“Healing is a long-term process, and when life is back to normal for everyone else but your life is still in upheaval, it can be really hard,” said Anne Ard, executive director of Centre Safe in State College, which provides counseling and advocacy to victims of sexual and domestic violence.
Those Sandusky preyed on already faced a struggle because of the coach’s celebrity in the region, Ard said.
“This guy was a prominent member of the community, a beloved coach in this famous football program,” she said. “A victim might say, ‘Who’s going to believe me?’ You bet Jerry Sandusky used that to his advantage.”
The architect of Penn State’s vaunted defense for more than 20 years, a man who helped the team win two national championships and acquire the nickname “Linebacker U,” today resides in a cell at State Correctional Institution — Laurel Highlands outside Somerset, Pa., about 85 miles southwest of the university campus. He is Inmate KT2386, 77 years old and not eligible for parole for about 21 more years.
The damage Sandusky caused from his crimes is incalculable, starting with an unknown number of boys whose innocence he stole. Penn State, his alma mater and employer for three decades, suffered a terrible blow to its reputation and has paid out over $100 million to more than 30 victims. In addition, the decision to fire Paterno caused deep divisions in the Penn State community.
“It’s still a very polarizing issue, and I know it has driven rifts in relationships,” said Belculfine, the former Daily Collegian editor.
However, something positive might have come from the shameful episode.
“It changed how we see the world and how we view authority and how we take care of each other,” Belculfine said of herself and her classmates. “When I think about that time, what stands out is the importance of putting people who need help first.”
Sandusky’s crimes, along with the scandals at other universities since then, have made more people attuned to the issue of sexual abuse of young people. That is certainly the case in Centre County, Ard said.
“Could we say categorically that something like [the Sandusky scandal] isn’t happening right now at another university? I don’t think we can say that.”
University of San Francisco vice president of operations Donald Heller
“I believe that we’re a much wiser community now,” she said. “We’ve probably trained 10,000 people on looking for the signs of and preventing child sex abuse, and that training continues. But we have to realize that there are still sexual predators out there and we have to be vigilant.”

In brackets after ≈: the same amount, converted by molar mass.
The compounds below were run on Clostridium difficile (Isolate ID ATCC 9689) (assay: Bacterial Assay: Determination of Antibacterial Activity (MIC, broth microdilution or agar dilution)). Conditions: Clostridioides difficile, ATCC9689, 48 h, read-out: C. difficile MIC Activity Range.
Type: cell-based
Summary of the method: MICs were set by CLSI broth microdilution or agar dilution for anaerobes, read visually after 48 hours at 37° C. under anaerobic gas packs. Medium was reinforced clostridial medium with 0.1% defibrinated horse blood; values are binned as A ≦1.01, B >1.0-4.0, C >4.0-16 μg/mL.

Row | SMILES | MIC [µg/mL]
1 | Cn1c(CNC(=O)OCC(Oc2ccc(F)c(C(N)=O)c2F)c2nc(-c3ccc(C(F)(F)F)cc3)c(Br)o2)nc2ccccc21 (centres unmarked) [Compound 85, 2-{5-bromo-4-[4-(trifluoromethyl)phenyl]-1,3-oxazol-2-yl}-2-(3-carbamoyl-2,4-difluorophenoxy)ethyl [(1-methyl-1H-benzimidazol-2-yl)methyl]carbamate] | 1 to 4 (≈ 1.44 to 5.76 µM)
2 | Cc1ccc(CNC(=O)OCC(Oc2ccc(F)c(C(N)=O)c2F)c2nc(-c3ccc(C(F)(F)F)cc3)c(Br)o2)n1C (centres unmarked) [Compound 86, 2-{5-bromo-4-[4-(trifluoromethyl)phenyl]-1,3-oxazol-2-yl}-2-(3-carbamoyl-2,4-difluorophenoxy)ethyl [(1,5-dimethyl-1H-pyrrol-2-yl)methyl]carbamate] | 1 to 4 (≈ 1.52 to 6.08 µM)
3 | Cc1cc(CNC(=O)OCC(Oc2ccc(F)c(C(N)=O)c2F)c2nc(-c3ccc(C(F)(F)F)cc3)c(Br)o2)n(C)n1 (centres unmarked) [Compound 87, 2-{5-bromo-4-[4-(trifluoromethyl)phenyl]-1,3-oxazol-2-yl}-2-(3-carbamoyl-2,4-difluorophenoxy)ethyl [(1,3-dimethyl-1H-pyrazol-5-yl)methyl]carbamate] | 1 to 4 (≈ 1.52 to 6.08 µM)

Donald Heller, vice president of operations and a professor of education at the University of San Francisco, taught at Penn State in 2011 and has consulted on higher education policy issues with university systems around the country.
Like virtually everyone else at Penn State, Heller was stunned by the allegations against Sandusky — and the university’s lack of an immediate response.
“It was a systematic failure in the university,” he said. “As someone who had worked with the leadership of the university on a number of issues, it was disappointing. We wanted to see the leadership step up and comment in support of the victims and they did not.”
At the end of the fall 2011 semester, Heller left Penn State, making an already-planned move to Michigan State to become the dean of the College of Education there. Four years later, he departed Michigan State for a post at USF.
In 2016, an investigation by the Indianapolis Star led to a physician from Michigan State who had long worked for USA gymnastics, Larry Nassar, being implicated in sexual assaults of girls and young women going back decades. Some of Nassar’s victims said that they had reported his abuse to Michigan State officials and trainers over the years and the university had not investigated.
“My reaction [to the Nassar scandal] was one of horror, because of the allegations and the sheer number of women who were victimized,” Heller said.
Since then, sexual abuse scandals have emerged at other major universities, including in the athletic departments at Ohio State and San Jose State. Earlier this year, USC agreed to pay more than $1 billion to former patients who accused campus gynecologist George Tyndall of sexual abuse. At UCLA, sexual abuse allegations against gynecologist James Heaps led to a $73 million settlement that will be divided among thousands of women.
“Could we say categorically that something like [the Sandusky scandal] isn’t happening right now at another university?” Heller said. “I don’t think we can say that.”